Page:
There are very strict rules concerning the photography or filming of children. Professional photographers, studios, model agencies and casting services must take particular care when handling images of children. This guidance is intended for persons working in legitimate industry and not for persons engaged in or attracted to paedophilia.
The penalty for these offences is an unlimited fine or a term of imprisonment of up to 10 years or both. In addition to the penalties, offenders are liable to be placed on the sex offenders register and be subject to ongoing monitoring after release from any term of imprisonment.
A parent cannot give consent for an indecent image of their child to be taken. In addition, the child cannot give consent for an indecent image to be taken of themselves. If a child does take an indecent image of themselves and sends it to the photographer, studio or agency, then you must have procedures in place to ensure that such images are immediately and permanently deleted from your systems. You are not permitted to distribute or share them with any other person (including internally within your company) except for the Police.
There are three broad categories of indecent imagery of children set out by the Sentencing Advisory Panel. They are all regarded as indecent, but the level of penalty will vary depending upon the categorisation. The Director of Public Prosecutions (who must give their consent to prosecutions for indecent images of children) has set out detailed guidelines for prosecutors.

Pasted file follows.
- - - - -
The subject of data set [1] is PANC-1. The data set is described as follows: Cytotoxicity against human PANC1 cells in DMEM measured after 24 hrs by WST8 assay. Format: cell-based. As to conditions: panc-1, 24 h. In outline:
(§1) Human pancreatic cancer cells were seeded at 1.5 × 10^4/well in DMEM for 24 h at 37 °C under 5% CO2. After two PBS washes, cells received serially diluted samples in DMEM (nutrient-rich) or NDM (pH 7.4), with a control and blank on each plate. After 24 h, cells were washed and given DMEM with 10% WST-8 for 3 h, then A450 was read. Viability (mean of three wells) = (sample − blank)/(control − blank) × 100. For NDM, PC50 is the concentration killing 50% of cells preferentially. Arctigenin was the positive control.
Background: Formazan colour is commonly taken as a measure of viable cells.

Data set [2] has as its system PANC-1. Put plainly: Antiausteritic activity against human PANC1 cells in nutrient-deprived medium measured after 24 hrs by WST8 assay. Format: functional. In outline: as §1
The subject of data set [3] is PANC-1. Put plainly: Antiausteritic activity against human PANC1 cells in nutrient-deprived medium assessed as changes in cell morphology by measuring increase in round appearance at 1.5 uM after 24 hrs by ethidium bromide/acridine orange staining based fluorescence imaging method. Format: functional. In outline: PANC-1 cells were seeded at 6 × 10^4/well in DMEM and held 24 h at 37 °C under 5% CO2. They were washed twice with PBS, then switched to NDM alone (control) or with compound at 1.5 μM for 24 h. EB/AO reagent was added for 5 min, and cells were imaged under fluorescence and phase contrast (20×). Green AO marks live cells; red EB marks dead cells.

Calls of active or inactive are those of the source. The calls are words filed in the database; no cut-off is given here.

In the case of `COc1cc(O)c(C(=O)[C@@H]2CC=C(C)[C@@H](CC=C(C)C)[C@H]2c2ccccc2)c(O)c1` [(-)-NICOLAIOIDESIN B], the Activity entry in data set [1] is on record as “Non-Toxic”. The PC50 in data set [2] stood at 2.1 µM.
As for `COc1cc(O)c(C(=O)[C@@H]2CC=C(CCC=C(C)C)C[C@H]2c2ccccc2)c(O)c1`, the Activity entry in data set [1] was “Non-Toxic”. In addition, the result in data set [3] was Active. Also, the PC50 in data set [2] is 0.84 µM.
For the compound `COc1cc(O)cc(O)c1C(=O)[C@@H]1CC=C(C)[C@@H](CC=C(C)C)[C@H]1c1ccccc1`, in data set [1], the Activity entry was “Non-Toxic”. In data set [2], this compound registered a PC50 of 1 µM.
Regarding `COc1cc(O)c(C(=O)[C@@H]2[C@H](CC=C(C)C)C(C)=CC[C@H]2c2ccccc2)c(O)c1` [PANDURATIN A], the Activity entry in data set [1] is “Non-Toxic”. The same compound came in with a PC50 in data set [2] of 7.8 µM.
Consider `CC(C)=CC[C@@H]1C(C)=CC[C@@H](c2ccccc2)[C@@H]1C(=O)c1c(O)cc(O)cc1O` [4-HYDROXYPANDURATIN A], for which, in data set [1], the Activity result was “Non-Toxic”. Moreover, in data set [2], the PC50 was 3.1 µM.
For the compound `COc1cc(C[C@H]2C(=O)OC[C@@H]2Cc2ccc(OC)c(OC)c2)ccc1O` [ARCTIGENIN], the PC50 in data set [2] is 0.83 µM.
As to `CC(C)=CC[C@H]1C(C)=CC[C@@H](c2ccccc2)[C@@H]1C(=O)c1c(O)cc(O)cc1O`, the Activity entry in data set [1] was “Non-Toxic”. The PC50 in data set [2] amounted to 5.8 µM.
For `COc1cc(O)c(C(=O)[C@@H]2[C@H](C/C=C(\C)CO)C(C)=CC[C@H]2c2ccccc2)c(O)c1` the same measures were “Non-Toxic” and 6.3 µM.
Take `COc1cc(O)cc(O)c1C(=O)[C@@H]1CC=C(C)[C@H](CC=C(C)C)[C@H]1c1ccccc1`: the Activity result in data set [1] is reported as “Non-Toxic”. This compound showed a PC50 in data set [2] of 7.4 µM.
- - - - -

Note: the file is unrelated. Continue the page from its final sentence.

The categorisation, which came into force on 1st April 2014, is linked to the COPINE scale for indecent imagery:
Category A - These are the most serious offences
Images involving penetrative sexual activity and/or images involving sexual activity with an animal or sadism
Category B - These remain serious offences, but are not as serious as those in category A
Images involving non-penetrative sexual activity
Category C - These are still offences and may typically be the kind of photographs taken for a modelling portfolio. They would still be illegal if they depict a person under 18 years of age.
Other indecent images not falling within categories A or B
Images that are not considered to be indecent
The following types of images of children are not considered to be indecent, but photographers and film-makers are strongly advised to take particular care when filming persons under the age of 18.
It is a question for a jury to determine which category an image falls into, it is not a question of whether or not the photographer thought or intended them to be indecent or not.